- Stochastic Calculus Examples and Counterexamples
- Failure of Pathwise Integration for FV Processes
- Failure of the Martingale Property
- The Optimality of Doob’s Maximal Inequality
- Martingales with Non-Integrable Maximum
- Failure of the Martingale Property For Stochastic Integration
- A Martingale Which Moves Along a Deterministic Path
- Do Convex and Decreasing Functions Preserve the Semimartingale Property — A Possible Counterexample
- A Process With Hidden Drift

**Brownian Motion**

**Other Stochastic Calculus Posts**

Posts on stochastic calculus which do not fit into the categories above are listed here.

- Zero-Hitting and Failure of the Martingale Property
- The Maximum Maximum of Martingales with Known Terminal Distribution
- Do Convex and Decreasing Functions Preserve the Semimartingale Property?
- Analytic Sets
- Choquet’s Capacitability Theorem and Measurable Projection
- Proof of Measurable Section
- Pathwise Martingale Inequalities
- Pathwise Burkholder-Davis-Gundy Inequalities

Dear George Lowther,

I was wondering what your next posts will be talking about. Anything about Local Times, Malliavin Calculus, Quasi-sure Analysis, Backward SDEs, Large Deviations Theory, Stochastic Control Theory ?

Anyway whatever the subject you may pick I’ll be delighted to read more on your blog,

Best Regards

Hi. I already started writing something on quasimartingales, which is a continuation of the “General Theory of Semimartingales”. Actually, I started this before the new year but was busy with other stuff so didn’t get it completed an ready to post. Should post that in a few days. After the general theory then that finishes everything that was originally intended for these notes, although I’ll probably add some stuff such as local times. I’ll also give some thought to the other things you mention, which are quite interesting.

Dear Sir,

First of all, thank you so much for making this blog freely available for all; it will surely help me in my autodidactic pursuit re stochastic mathematics.

Secondly, I was wondering whether you might help me with something that I have been stuck with and unable to grasp whilst reading the book by Prof Salih Neftci called “An Introduction to the Mathematics of Financial Derivatives”. In there, he gives an equation but I do not know how he got the result. If you can help, then either a) you have the book – I can specify precisely which equation and which page, or b) you don’t have to book: I will handwrite the the equation and set up the problem, scan it and post an upload link as a comment here?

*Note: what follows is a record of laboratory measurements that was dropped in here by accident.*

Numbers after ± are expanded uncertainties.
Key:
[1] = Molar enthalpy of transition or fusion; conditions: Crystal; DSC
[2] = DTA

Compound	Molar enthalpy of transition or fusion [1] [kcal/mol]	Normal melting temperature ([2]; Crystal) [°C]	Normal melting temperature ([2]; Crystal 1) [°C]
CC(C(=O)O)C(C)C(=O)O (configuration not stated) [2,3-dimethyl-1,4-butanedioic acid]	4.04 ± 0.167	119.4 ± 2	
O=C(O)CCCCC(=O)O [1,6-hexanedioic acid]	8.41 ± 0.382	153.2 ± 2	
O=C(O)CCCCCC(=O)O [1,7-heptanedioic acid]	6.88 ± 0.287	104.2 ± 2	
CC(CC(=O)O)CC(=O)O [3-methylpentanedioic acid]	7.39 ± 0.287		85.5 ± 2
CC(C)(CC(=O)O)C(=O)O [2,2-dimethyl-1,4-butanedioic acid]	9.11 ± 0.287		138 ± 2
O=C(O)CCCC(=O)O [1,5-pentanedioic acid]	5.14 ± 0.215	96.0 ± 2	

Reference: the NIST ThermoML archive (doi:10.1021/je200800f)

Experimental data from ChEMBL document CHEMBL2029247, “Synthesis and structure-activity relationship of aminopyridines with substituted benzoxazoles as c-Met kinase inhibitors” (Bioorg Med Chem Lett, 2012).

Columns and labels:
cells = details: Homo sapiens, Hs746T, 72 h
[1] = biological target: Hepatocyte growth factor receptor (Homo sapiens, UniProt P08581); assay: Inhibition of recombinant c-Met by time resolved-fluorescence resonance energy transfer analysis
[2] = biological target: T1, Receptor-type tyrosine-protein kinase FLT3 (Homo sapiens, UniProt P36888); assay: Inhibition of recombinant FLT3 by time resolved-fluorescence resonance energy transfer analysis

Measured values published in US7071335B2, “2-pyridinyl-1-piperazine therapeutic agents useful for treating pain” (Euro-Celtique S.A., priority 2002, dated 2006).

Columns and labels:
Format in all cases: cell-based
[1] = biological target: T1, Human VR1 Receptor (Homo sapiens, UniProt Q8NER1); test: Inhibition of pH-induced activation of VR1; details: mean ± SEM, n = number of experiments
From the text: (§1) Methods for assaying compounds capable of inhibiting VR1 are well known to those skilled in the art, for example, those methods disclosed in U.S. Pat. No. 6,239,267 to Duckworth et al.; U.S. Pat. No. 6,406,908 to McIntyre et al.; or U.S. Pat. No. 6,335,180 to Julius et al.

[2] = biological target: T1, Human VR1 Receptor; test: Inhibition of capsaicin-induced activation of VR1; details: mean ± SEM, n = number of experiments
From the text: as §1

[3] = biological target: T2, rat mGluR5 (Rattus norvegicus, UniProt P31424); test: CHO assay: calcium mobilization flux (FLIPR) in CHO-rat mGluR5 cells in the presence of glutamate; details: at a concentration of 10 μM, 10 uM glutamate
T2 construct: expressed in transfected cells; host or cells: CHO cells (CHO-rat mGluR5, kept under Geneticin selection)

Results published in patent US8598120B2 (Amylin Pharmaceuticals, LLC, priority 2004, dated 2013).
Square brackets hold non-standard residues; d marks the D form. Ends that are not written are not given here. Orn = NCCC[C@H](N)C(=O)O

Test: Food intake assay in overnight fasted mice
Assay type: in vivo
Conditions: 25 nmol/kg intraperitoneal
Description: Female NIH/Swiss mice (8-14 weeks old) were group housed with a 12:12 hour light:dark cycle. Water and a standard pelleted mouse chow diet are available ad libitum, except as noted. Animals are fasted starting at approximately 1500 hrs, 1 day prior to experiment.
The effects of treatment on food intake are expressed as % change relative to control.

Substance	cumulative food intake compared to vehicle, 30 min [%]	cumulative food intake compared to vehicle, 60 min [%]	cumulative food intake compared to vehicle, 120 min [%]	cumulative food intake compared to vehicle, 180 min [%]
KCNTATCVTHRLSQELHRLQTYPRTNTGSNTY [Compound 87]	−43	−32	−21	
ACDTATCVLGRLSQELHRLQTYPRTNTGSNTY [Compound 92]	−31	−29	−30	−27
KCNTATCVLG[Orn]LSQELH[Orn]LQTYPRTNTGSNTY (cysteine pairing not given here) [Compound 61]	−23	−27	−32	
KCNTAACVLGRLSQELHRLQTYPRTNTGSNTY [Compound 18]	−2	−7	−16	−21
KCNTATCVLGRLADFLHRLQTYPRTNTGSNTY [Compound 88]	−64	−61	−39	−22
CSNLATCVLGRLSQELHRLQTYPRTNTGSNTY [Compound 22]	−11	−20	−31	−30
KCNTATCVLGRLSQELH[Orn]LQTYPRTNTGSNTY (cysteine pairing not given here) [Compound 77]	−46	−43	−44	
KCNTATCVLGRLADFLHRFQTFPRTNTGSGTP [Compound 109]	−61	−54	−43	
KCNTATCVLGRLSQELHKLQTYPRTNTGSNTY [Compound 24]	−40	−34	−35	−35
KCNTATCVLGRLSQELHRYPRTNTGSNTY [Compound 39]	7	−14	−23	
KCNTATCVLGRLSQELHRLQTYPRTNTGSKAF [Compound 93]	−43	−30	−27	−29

Kr,

WKW

Hi WKW,

Let me recommand you to rather ask this kind of question at the QuantSE forum “http://quant.stackexchange.com/questions” ( or alternatively at Wilmott.com forum), where might find a lot of skillfull people on those matters.

Best regards

TheBridge

I don’t have that book, but you can try posting it here and I’ll let you know if its something I know. But, as TheBridge mentions, using the QuantSE forum might be a better bet as it will reach a wider audience.

I thank u all you all great minds. pls, Ihave to sde model to solve by Ito formula. I will be grateful if any can help with the solution the model is: dXt =[rXt(1-Xt/k)-qzt]dt+gXtdWt

dXt=(rx[1-Xt/k])-qzt)dt+gXt[1-Xt/k]dWt

Notify me of new posts via email.

Hi there, guys I need an urgent help for this exercice. May you help me ont this ?

Thanks in advance ?

A continuous random variable Y with a support[0,∞) is said to be exponentially distributed with a parameterλ>0 if its cumulative distributive function is

ℙ(Y<y)=1−exp(−λy)

.

Compute the expectation and variance of an exponentially distributed random variable.

Prove that an exponentially distributed radom variable Y belongs to the functional space

Ln(Ω,A,ℙ)

,i.e., that E[∣∣Yn∣∣]<∞. Give a expression for E[Yn].

Hi Sacha,

There is a well known result tha says the following:

For every nonnegative random variable defined on a probability space and a real number the next equality is true, .

With this at hand and the usual formula you can answer every thing that you ask.